There is a line drawn on a map, which marks the division in territory between Haiti and the Dominican Republic. A twist of fate determines on which side of that line you are born. And that twist will affect your right to health care, or education, and even whether you have the right to be called a citizen.
Many people born on Dominican Republic soil to Haitian parents are having their Dominican Republic citizenship taken away from them, despite being born and raised in that country.
They live a life in limbo; part of an underclass of unrecognised non-citizens in the only country they can call home.
The result is that they become 'stateless', astonishingly subject to exploitation, arrest and even deportation. However, they may never have set foot in Haiti and are unlikely to speak Creole.
This is a result of a resolution that was passed in 2009, after which Dominicans have been refused copies or renewals of their identification documents simply because they have a foreign sounding surname or because they are of Haitian descent.
Challenging discrimination in the Dominican Republic
This discrimination is being challenged as part of a conference being held in Washington at the end of October. The Inter-American Commission on Human Rights is also challenging this withdrawal of citizenship.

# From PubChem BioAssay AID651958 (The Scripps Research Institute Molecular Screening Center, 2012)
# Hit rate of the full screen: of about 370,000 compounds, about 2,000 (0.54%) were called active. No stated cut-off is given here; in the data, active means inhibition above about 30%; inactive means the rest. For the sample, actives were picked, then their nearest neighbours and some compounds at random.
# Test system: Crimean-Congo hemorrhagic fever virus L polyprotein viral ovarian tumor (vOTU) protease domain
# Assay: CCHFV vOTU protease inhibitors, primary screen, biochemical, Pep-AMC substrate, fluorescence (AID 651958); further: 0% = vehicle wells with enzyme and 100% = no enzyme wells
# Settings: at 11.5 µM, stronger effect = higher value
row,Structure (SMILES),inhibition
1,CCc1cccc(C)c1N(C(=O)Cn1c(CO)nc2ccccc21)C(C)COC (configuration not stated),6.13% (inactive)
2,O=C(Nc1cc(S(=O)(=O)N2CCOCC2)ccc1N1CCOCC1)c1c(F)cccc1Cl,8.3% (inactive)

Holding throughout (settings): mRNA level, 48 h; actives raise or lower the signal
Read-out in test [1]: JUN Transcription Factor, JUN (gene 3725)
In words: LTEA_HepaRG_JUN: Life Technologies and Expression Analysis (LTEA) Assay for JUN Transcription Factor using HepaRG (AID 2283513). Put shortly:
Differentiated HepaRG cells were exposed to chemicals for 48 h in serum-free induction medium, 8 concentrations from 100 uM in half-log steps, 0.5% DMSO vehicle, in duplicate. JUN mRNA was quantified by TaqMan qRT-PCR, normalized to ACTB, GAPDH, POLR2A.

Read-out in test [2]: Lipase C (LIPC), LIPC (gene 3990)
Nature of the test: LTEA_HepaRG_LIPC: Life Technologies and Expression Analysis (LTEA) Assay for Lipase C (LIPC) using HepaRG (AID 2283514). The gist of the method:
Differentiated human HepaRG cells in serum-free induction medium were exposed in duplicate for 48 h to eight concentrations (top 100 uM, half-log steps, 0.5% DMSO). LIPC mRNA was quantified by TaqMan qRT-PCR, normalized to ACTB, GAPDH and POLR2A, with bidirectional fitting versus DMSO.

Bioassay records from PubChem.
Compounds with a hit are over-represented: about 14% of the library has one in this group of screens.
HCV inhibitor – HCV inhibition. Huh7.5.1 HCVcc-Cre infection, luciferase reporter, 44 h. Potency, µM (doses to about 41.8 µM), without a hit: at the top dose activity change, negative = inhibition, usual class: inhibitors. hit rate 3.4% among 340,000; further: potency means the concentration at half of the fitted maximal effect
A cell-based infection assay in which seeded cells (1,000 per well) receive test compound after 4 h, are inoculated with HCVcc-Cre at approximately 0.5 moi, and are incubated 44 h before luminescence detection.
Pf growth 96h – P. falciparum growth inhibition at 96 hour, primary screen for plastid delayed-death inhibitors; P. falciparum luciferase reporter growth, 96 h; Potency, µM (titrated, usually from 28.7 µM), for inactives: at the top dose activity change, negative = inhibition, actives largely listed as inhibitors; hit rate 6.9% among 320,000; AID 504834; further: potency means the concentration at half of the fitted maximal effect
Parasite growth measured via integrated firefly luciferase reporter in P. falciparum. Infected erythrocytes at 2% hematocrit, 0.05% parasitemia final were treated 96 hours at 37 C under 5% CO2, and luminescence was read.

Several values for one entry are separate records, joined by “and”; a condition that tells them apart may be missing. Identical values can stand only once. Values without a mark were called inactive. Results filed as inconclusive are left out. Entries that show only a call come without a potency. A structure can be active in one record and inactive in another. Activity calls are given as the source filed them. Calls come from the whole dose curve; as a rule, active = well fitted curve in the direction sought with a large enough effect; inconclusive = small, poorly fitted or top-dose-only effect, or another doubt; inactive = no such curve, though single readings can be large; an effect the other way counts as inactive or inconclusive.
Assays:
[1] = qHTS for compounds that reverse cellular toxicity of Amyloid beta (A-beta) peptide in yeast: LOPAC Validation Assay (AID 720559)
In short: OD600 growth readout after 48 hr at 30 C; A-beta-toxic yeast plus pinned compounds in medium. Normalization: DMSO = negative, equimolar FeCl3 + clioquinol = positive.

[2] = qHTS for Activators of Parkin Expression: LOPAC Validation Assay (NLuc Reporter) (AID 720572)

Christian Aid is organising this conference in partnership with other influential agencies such as Church World Service, Jesuit Refugee Service USA and Refugees International.
Together, we are presenting our concerns on the vulnerability of stateless Dominicans, plus recommendations to leading international activists and advocates.
The conference on statelessness is being held as part of a wider 'Advocacy Week' - a week-long series of events aiming to influence key decision makers in the long term. The objectives include:
to devise an advocacy strategy on the right to nationality in the Dominican Republic
to align the work between international and Dominican Republic based advocacy
to create new partnerships with groups not yet working on the issue, including human rights organisations in Dominican Republic
to support Dominican partners in providing protection for people deprived of nationality rights
to highlight the issue of statelessness in the Dominican Republic with key policy makers from the US Congress, the Presidential Administration and the Inter-American Commission on Human Rights.
The 'Advocacy Week' and conference won't change the situation for stateless Dominicans overnight. However, the outcomes will start a journey towards challenging discrimination and ensuring equal rights for all born on Dominican Republic soil.